Study explores new intervention for overcoming dental anxiety

Female Patient Dental Chair

Researchers will test a new cognitive behavioral intervention that is designed to remove a common obstacle to dental care, namely anxiety, according to an article published in the April issue of Health Affairs.

A team led by Dr. Marisol Merchan of Temple University’s Maurice H. Kornberg School of Dentistry has received a $2.59 million grant from the U.S. National Institutes of Health to determine whether a cognitive behavioral intervention -- delivered through a series of videos immediately before an appointment -- can ease the anxiety that drives many patients away from vital dental care.

Dr. Marisol Tellez Merchan (left) and psychologist Eugene Dunne (right) of Temple University’s Maurice H. Kornberg School of Dentistry, where they are studying the impact of cognitive behavioral intervention on dental anxiety.Dr. Marisol Tellez Merchan (left) and psychologist Eugene Dunne (right) of Temple University’s Maurice H. Kornberg School of Dentistry, where they are studying the impact of cognitive behavioral intervention on dental anxiety.Image courtesy of Liam Nielsenshultz.

"I hope that we can see a reduction in anxiety and fear," Merchan said in the article. "I want to see that somehow that reduction led [patients] to maybe miss fewer appointments during the course of the next twelve months. And that, overall, they are more satisfied with the dental experience that is being provided at the school."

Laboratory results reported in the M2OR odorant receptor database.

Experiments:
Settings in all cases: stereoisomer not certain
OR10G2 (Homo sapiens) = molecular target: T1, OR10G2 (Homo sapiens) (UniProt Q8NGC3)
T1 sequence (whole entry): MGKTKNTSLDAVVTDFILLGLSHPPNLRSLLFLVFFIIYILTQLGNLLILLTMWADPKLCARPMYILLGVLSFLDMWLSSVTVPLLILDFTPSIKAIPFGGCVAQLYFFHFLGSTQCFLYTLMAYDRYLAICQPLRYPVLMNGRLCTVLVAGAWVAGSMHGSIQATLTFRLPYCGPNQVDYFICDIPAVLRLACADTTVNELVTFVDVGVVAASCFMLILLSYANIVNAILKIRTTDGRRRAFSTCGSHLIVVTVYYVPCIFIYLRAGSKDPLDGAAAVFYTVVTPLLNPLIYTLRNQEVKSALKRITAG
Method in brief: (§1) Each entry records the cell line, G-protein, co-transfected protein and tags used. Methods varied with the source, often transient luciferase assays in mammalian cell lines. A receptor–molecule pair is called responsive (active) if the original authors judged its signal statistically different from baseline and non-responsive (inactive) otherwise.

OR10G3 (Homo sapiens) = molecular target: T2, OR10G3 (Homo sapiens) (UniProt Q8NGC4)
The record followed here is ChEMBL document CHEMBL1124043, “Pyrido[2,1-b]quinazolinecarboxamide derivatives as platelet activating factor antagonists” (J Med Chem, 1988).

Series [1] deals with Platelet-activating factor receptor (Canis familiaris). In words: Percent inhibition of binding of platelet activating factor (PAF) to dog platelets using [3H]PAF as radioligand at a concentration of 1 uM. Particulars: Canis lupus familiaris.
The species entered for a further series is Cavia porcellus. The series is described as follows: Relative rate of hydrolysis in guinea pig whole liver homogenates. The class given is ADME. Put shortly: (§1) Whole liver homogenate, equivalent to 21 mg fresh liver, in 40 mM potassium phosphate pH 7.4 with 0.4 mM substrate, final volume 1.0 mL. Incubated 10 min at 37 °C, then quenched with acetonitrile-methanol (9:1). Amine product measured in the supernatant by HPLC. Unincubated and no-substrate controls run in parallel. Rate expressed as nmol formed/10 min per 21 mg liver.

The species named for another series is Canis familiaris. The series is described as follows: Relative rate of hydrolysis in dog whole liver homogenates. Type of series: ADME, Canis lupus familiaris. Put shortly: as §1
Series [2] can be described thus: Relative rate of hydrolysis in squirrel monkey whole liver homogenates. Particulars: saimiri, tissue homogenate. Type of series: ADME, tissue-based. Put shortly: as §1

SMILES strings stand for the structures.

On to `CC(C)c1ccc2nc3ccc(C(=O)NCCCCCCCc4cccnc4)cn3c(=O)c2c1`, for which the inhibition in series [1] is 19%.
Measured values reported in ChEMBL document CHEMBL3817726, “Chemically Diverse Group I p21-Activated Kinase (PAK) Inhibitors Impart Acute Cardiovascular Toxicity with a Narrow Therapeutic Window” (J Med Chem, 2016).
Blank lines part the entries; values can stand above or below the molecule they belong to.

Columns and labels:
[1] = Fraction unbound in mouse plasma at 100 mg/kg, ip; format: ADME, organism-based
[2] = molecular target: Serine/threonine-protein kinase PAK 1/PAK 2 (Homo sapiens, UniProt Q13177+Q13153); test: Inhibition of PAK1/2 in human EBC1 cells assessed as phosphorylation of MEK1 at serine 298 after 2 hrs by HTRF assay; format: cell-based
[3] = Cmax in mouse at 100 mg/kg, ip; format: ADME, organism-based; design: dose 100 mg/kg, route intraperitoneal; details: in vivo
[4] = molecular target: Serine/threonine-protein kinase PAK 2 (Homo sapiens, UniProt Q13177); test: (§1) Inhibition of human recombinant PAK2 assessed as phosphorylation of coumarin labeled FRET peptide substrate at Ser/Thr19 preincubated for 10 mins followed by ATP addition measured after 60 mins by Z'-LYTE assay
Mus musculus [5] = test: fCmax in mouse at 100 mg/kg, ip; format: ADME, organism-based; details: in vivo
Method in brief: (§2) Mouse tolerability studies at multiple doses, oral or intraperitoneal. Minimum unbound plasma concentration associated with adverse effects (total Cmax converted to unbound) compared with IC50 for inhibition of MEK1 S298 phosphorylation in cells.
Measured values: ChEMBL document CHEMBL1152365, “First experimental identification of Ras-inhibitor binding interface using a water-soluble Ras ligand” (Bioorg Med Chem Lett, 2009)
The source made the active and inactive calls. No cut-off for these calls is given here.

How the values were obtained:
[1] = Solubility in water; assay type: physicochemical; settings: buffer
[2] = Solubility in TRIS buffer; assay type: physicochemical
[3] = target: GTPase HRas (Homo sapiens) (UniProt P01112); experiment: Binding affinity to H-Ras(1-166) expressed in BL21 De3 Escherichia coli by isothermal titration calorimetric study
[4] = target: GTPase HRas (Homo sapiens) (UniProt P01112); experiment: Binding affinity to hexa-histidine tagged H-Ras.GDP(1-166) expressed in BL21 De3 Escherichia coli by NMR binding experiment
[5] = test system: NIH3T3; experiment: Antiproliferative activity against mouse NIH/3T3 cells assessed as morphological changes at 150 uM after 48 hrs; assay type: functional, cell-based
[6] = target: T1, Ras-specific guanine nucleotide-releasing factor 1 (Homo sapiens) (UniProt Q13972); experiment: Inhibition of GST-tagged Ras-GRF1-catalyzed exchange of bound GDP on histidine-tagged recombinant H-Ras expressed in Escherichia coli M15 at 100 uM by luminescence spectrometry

An estimated 15% of people worldwide report dental anxiety, with women more affected than men, according to a meta-analysis of 31 studies published in 2021, the researchers noted. The most cited reasons for anxiety include fear of the dental experience, a previous negative experience, the cost of treatment, a gag reflex, and fear of bad news.

The study had enrolled 376 patients by early December 2022, according to the article, with patients divided into three groups. In one group, participants complete the intervention before their appointment with the help of someone with graduate-level psychology training. In the second group, the intervention is administered by a dental assistant who has received some cognitive behavioral training. In the final group, which is the control group, participants watch a nature video instead of receiving any cognitive behavioral intervention.

According to the study protocol, anxiety levels will be assessed shortly after the dental appointment, as well as one month and three months later. In addition, patients are followed for the first year to see how many appointments they schedule, whether they keep them, and other changes in patterns.

The researchers hope that the study, which Merchan said she hopes will be published in 2024, shows that a dental assistant can deliver an intervention to patients just before their appointment. Dental assistants are ideal for the task, as they’re already involved with educating patients, she said.

"Training in behavioral sciences in dental school has always been very minimal," Merchan said. At most, she noted, "dentists in general practice may have received some training regarding relaxation techniques and breathing exercises.”

Ultimately, the goal is to disseminate the intervention more widely to dental schools and dental practices, although broader implementation would require additional funding, according to the researchers.

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